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The History of the Huron-Wendat Nation


       The Huron-Wendat of Wendake (formerly called the Hurons of Lorette) originally came from the Georgian Bay region. Until the middle of the 17th century, our ancestors occupied a vast territory straddling part of what is now of the United States (from Detroit as far south as Oklahoma), south-eastern Ontario (Penetangueshene and Midland) and Quebec; they hunted and trapped throughout this territory (mainly in the Laurentian Mountains, between the central section of the St. Maurice River and the Saguenay).

Between 1634 and 1650, the Wyandot Confederation was dismembered; its families, having been gathered into four (4) or five (5) tribes, were dispersed. It is estimated that the Huron population totalled approximately 20,000 to 30,000 people in 1634.

By 1650, only a few hundred individuals remained. Most of the rest had been decimated by epidemics or had perished over the previous twenty (20) years in wars involving Hurons and Iroquois, French and British.

Part of the Huron population had also been integrated into the Iroquois Confederation. The survivors of this tragic episode divided into two groups: the Great-Lake Wyandots and the Huron-Wendat, who were the ancestors of the Huron-Wendat of Wendake.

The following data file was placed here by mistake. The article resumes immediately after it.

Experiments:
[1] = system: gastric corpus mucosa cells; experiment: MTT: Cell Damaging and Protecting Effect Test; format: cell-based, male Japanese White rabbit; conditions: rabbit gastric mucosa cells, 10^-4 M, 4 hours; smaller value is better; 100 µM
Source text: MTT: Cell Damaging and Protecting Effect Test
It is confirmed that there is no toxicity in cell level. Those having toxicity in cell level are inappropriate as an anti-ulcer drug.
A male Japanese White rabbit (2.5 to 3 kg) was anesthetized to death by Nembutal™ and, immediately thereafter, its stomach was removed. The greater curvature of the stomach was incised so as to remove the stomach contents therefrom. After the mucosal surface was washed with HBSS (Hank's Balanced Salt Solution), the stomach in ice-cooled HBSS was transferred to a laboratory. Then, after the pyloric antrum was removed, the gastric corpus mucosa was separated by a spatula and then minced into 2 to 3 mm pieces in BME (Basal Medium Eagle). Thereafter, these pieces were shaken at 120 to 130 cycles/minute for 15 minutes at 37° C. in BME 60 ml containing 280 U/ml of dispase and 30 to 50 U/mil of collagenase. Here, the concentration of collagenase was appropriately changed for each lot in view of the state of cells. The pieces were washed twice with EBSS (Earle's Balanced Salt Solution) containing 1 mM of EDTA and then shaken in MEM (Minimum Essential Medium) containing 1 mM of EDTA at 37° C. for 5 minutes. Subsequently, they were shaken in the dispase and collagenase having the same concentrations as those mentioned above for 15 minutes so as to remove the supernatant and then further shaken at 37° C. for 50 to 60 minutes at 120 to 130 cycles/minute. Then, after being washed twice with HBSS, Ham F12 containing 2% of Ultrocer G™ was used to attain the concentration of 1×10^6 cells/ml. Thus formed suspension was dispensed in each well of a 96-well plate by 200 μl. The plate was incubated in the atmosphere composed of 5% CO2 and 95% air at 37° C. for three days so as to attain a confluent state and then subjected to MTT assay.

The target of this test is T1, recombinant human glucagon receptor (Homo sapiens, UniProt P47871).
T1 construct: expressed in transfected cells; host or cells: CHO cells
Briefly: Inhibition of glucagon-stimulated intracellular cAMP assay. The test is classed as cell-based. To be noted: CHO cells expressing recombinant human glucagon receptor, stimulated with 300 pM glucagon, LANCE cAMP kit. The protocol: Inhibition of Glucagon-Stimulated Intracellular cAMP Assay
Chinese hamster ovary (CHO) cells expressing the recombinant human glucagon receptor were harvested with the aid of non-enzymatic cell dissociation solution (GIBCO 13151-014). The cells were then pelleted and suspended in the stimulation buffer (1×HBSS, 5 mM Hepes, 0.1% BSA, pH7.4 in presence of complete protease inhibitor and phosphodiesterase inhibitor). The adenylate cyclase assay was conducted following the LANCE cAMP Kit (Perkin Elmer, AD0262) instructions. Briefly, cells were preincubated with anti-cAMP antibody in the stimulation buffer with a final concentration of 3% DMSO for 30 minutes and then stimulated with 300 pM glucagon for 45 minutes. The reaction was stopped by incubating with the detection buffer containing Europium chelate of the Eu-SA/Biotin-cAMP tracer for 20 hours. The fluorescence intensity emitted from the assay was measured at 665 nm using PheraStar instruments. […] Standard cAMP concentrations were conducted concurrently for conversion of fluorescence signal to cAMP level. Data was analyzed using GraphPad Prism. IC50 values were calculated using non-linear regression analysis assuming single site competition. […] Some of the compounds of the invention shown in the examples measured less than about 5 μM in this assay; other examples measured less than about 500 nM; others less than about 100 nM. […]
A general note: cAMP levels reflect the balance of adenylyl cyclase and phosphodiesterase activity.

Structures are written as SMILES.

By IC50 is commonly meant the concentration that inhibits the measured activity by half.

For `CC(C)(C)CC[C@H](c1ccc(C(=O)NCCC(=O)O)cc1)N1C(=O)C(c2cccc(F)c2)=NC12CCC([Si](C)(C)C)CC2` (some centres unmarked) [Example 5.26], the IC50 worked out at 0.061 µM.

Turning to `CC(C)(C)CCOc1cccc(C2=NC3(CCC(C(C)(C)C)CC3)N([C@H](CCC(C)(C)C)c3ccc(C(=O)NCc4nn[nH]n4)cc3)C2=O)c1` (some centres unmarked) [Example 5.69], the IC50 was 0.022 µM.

This marked the beginning of a period of exile for the three hundred (300) or so Wendat, an era during which they would occupy as many as six (6) different sites in the province of Quebec before settling for good in the village of Lorette (which was until recently called the Huron Village) in 1697. First established on Orleans Island in 1651, the community moved to Quebec City in 1668. Subsequently, the Wendat temporarily resided in Beauport, Notre Dame de Foy, Ancienne-Lorette and then the New Lorette in 1673.

To consult the photographic index of the Grand Chiefs of the Nation, please click here.



Emblem of the Tri-Centennial Celebrations

 In 1997, the Huron-Wendat people celebrated the 300th anniversary of Wendake.

The emblem of Wendake's tri-centennial celebrations is the proud and powerful eagle, the spiritual link between human beings and the Creator. The eagle is flying over the Kabir Kouba Falls to announce the celebration and to protect the people.

A crown of sage decorated with the head-dress of the Traditional Wendat Chief encircles the proud bird. The four colours of the inner circles represent the four cardinal points; they are in line with the angle of the illustration of the falls. The interiors of the circles represent the four Wendat clans: Bear, Deer, Wolf and Turtle.


Kwe Kwe Communication
10, Alphonse T. Picard
Wendake (Québec)
Canada G0A 4V0
Tél.: 418.407.1340
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